Six Nations Preview: England, Italy, Scotland

 

This weekend marks the return of the RBS Six Nations, which declares itself to be “Rugby’s greatest championship”.

While our southern hemisphere counterparts may not agree with this, as there’s is a more free flowing, easy on the eye brand of rugby, the Six Nations is certainly a more competitive championship.

Comparisons could be drawn between the rugby championship and Six Nations with the Premier league and La Liga respectively. The Six Nations and the Premier League far tougher than their respective counterparts, but are much more competitive as they can be won by at least 4 teams in a given year.

On the other hand, La Liga and the rugby championship are much more free flowing but are much more predictable as they are dominated by a limited number of teams (the All Blacks and either Barcelona or Real Madrid).

The Six Nations is an extraordinarily competitive championship, this year it is no different.

A strong autumn from each of its six teams, combined with a strong finish for all the major clubs in the Champions Cup means fans can look forward to a riveting competition.

Throw into the mix bonus points, the fact that this is a Lions year, and the knowledge that these will be the last round of international fixtures before the seedings are finalized for the World Cup draw, meaning that every try turnover and line out steal will be crucial.

England

Coach: Eddie Jones

Compared in recent weeks to Donald Trump, the pragmatic Australian has restored bit of grit to English rugby. Jones has led this side to 13 straight victories, and has high hopes of surpassing the record of 18 recently set by the All Blacks. He’s also not afraid to engage in a bit of sledging (see his comments about Johnny Sexton’s parents).

Captain: Dylan Hartley

Calling Hartley controversial is like calling the cookie monster a biscuit enthusiast; it goes without saying. The skipper is fresh from his latest suspension, a six week ban for an assault on Sean O’ Brien, an offence which brings his total time missed through suspension to 60 weeks. Despite this, he’s still considered the favourite to lead the Lions in the country of his birth in the summer.

Key Man: Owen Farrell

Owen Farrell is versatile, strong and dependable, not to mention deadly accurate from the kicking tee.  He can play at 10 or 12 and – having recently turned 25 – his best years are ahead of him. He has successfully bounced back from a disappointing World Cup to be one of England’s key players.

One to watch: Ellis Genge

With a host of looseheads unavailable through injury, Genge may be thrown in from the start for the first time.  He will be put under pressure at scrum time, but will be more than capable of holding his own. Genge is like a marauding buffalo when given an opportunity in the loose.

Verdict: 2nd

England will be in the mix coming up to the final day, but injuries to key members of the team, especially in the pack (the ‘Bash Brothers’ aka Billy and Mako Vuinopola , Joe Marler, Joe Lauchbury and Chris Robshaw to name a few) will take its toll.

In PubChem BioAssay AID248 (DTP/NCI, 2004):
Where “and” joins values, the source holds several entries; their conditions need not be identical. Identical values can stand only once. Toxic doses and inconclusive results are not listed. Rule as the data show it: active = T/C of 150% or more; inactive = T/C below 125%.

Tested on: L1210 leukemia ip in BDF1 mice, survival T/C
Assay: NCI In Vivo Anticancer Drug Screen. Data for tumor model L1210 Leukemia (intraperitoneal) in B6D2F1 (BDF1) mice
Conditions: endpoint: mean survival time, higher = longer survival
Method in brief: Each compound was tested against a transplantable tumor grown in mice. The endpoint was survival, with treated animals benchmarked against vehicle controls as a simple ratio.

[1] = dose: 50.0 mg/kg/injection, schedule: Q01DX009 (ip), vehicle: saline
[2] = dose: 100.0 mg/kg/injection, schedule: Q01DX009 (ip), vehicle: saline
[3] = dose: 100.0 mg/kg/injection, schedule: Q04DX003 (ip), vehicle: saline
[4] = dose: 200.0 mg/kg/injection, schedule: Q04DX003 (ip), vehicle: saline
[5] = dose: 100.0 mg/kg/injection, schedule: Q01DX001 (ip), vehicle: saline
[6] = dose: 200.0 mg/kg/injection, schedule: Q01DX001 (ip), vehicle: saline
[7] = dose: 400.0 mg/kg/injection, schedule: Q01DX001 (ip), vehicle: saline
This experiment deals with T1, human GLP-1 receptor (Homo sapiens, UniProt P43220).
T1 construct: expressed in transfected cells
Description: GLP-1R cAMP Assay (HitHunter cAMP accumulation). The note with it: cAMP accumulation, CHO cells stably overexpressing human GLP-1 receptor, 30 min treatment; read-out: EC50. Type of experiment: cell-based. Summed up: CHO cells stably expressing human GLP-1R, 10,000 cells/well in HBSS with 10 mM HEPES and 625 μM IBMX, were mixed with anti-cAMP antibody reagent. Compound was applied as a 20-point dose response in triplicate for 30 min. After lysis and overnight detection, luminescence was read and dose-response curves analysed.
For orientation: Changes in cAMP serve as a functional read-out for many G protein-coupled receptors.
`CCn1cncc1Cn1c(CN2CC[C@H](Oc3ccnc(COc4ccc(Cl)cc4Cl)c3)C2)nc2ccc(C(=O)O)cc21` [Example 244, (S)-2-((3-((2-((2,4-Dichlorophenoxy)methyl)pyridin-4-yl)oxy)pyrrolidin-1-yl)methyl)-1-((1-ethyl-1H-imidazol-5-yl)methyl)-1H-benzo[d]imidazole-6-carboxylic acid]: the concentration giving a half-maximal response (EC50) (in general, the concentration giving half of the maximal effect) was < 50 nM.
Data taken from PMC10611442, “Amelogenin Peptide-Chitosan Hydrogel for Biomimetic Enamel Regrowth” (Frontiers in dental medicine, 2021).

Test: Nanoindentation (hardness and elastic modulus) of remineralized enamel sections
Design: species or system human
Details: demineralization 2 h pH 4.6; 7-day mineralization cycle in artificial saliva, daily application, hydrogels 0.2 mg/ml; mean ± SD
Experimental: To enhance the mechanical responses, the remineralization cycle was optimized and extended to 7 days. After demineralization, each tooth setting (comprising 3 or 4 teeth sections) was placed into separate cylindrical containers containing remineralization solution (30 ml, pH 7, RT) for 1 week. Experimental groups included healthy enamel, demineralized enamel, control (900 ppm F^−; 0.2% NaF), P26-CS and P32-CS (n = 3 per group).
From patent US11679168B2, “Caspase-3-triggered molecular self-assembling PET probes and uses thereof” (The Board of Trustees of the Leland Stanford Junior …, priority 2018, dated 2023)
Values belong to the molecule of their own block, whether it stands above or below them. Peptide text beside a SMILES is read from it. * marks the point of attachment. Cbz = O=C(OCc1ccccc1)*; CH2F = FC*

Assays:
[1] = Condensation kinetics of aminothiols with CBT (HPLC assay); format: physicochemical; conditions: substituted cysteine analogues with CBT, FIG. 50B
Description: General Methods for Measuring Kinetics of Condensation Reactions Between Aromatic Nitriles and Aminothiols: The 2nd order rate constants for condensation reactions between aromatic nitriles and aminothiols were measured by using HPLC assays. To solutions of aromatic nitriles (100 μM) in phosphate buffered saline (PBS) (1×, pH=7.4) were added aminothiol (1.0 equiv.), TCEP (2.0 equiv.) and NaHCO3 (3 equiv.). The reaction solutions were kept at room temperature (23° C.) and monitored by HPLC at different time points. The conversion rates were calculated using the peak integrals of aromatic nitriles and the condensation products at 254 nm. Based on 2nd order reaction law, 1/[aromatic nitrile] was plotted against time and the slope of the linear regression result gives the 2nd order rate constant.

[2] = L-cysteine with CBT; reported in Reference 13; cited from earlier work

Italy

Coach: Conor O’Shea

Conor O’Shea is best known in this part of the world for his time as an RTE pundit. The former Harlequins manager is faced with the unenviable task of trying to turn around the fortunes of the Azzuri. A win over the Springboks – their first over one of the southern hemisphere big three – would suggest he has them moving in the right direction. Their subsequent loss to Tonga a week later suggests a lot more work is required.

Captain: Sergio Parisse

The Italian equivalent of Paul O’Connell and Brian O’Driscoll rolled into one. Had he been an All Black he would have had two World Cup medals in his pocket. Parisse is an all-time great.

Star Man: Sergio Parisse

See above. It sounds clichéd but realistically he carries the hopes of his team on his broad shoulders. About time someone else stepped up to the mark.

One to watch: Carlo Canna

Canna takes over from the hapless Kelly Haimona, and will more than likely assume the kicking duties. He should be entrusted with the reigns to try to get his team moving forward.

Verdict: 6th

It’s hard to see Italy beating anyone else, especially with how the bar has been raised in the last few months.  The Italians will look to build consistency and to avoid demoralising defeats in the latter rounds.

 

Scotland

Coach: Vern Cotter

The Montpellier bound Cotter has left a positive legacy behind him at Scotland. He has transformed the brand of rugby Scotland play to a  free flowing “total rugby” style. Results were slow to follow but positive results in the last 18 months show that the fruits of his labour are evident.

Captain: Greg Laidlaw

Sharp at the breakdown, tactically astute and a decent place kicker. Provides his team with good direction going forward. Also Scotlands fourth  highest points scorer of all time

Star Man: Stuart Hogg

Simply electric with ball in hand. If given space by opposition defences he will wreak havoc. Burnt the Irish defence last year with one of the best individual scores you will ever see.

At this stage he is favourite for the Lions full back test spot.

One to watch: Huw Jones

Huw Jones was picked up by the Western Force on his gap year, after he was deemed too small to make it at England school level. Now plying his trade with the Stormers, he scored a brace of tries in a one point defeat to Australia in  November. A potential Lions bolter- you heard it here first.

Verdict: 4th

Have the potential to finish better but could also do worse. Scotland will really be targeting their opening day fixture to kickstart their tournament. If they win they could really gather momentum and have a good tournament. A loss, however, would be a big blow, as they have a difficult set of fixtures ahead of them.

 

Michael Keaveny